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Verse-by-Verse Bible Commentary

Romans 1:29

 

 

being filled with all unrighteousness, wickedness, greed, evil; full of envy, murder, strife, deceit, malice; they are gossips,

Adam Clarke Commentary

Being filled with all unrighteousness - αδικια, every vice contrary to justice and righteousness.

Fornication - Πορνειᾳ, all commerce between the sexes out of the bounds of lawful marriage. Some of the best MSS. omit this reading; and others have ακαθαρσιᾳ, uncleanness.

Wickedness - Πονηριᾳ, malignity, that which is oppressive to its possessor and to its object; from πονος, labor, toil, etc.

Covetousness - Πλεονεξιᾳ, from πλειον, more, and ἑξω, I will have; the intense love or lust of gain; the determination to be rich; the principle of a dissatisfied and discontented soul.

Maliciousness - Κακιᾳ, malice, ill-will; what is radically and essentially vicious.

Full of envy - Φθονου, from φθινω, to wither, decay, consume, pine away, etc.; "pain felt and malignity conceived at the sight of excellence or happiness in another." A fine personification of this vice is found in Ovid Metam. lib. ii. ver. 768-781, which I shall here insert, with Mr. Addison's elegant and nervous translation.

- Videt intus edentem

Vipereas carnes, vitiorum alimenta suorum

Invidiam: visaque oculos avertit. At illa

Surgit humo pigra: semesarumque relinquit

Corpora serpentum, passuque incedit inerti.

Utgue deam vidit formaque armisque decoram,

Ingemuit: vultumque ima ad suspiria duxit.

Pallor in Ore sedet: macies in Corpore toto:

Nusquam recta acies: livent rubigine dentes:

Pectora felle virent: lingua est suffusa veneno.

Risus abest, nisi quem visi movere dolores:

Nec fruitur somno, vigilacibus excita curis:

Sed videt ingratos, intabescitque videndo

Successus hominum; carpitgue et carpitur una;

Suppliciumque suum est.

- A poisonous morsel in her teeth she chewed,

And gorged the flesh of vipers for her food.

Minerva loathing, turned away her eye.

The hideous monster, rising heavily,

Came stalking forward with a sullen pace,

And left her mangled offals on the place.

Soon as she saw the goddess gay and bright,

She fetched a groan at such a cheerful sight.

Livid and meagre were her looks, her eye

In foul distorted glances turned awry;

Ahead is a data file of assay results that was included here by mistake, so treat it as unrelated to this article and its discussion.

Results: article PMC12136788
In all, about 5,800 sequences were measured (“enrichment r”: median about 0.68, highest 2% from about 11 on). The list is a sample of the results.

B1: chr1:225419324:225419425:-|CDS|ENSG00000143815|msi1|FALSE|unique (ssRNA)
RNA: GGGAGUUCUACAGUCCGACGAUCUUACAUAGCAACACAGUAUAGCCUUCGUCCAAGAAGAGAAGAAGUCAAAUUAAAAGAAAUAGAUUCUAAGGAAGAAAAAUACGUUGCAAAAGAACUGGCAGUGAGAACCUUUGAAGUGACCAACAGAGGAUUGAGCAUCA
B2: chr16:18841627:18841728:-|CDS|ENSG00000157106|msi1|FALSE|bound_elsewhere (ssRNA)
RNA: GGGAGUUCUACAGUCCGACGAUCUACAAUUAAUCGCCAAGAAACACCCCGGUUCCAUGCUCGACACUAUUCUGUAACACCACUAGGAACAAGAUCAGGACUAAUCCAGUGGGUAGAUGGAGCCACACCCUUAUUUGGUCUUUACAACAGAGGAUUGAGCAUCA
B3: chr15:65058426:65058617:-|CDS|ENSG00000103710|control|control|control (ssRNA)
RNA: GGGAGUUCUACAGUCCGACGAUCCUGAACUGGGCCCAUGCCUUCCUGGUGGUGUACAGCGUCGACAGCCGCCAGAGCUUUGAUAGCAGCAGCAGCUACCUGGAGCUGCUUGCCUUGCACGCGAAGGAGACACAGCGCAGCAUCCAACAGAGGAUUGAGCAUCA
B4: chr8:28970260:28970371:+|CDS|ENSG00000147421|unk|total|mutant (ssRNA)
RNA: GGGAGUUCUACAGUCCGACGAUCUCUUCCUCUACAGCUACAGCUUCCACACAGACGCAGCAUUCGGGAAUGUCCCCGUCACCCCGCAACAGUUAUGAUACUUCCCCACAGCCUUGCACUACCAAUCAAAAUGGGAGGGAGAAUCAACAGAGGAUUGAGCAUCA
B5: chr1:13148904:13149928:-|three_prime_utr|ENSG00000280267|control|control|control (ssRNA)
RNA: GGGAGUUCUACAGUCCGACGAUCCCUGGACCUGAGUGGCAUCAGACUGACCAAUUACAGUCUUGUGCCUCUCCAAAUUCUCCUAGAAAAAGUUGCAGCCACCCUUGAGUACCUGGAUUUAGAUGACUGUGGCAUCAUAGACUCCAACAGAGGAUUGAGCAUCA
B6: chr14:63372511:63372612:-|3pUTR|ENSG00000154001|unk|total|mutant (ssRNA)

A hoard of gall her inward parts possessed,

And spread a greenness o'er her canker'd breast;

Her teeth were brown with rust, and from her tongue

In dangling drops the stringy poison hung.

She never smiles but when the wretched weep;

Nor lulls her malice with a moment's sleep:

Restless in spite while watchful to destroy,

She pines and sickens at another's joy;

Foe to herself, distressing and distressed,

She bears her own tormentor in her breast.

Murder - Φονου, taking away the life of another by any means; mortal hatred; for he that hates his brother in his heart is a murderer.

Debate - Εριδος, contention, discord, etc. Of this vile passion the Greeks made a goddess.

Deceit - Δολου, lying, falsity, prevarication, imposition, etc.; from δελω, to take with a bait.

Malignity - Κακοηθειας, from κακος, evil, and ηθος, a custom; bad customs, founded in corrupt sentiment, producing evil habits, supported by general usage. It is generally interpreted, a malignity of mind, which leads its possessor to put the worst construction on every action; ascribing to the best deeds the worst motives.

Whisperers - ψιθυριστος, secret detractors; those who, under pretended secrecy, carry about accusations against their neighbors, whether true or false; blasting their reputation by clandestine tittle-tattle. This word should be joined to the succeeding verse.

The whispering is well expressed by the Greek word Ψιθυριστας, psithuristas .


Copyright Statement
These files are public domain.

Bibliography
Clarke, Adam. "Commentary on Romans 1:29". "The Adam Clarke Commentary". http://odl.studylight.org/commentaries/acc/romans-1.html. 1832.

Albert Barnes' Notes on the Whole Bible

Being filled - That is, the things which he specifies were common or abounded among them. This is a strong phrase, denoting that these things were so often practiced as that it might be said they were full of them. We have a phrase like this still, when we say of one that he is full of mischief, etc.

Unrighteousness - ἀδικία adikiaThis is a word denoting injustice, or iniquity in general. The particular specifications of the iniquity follow.

Fornication - This was a common and almost universal sin among the ancients, as it is among the moderns. The word denotes all illicit sexual intercourse. That this was a common crime among the ancient pagan, it would be easy to show, were it proper, even in relation to their wisest and most learned men. They who wish to see ample evidence of this charge may find it in Tholuck‘s “Nature and Moral Influence of Heathenism,” in the Biblical Repository, vol. ii. p. 441-464.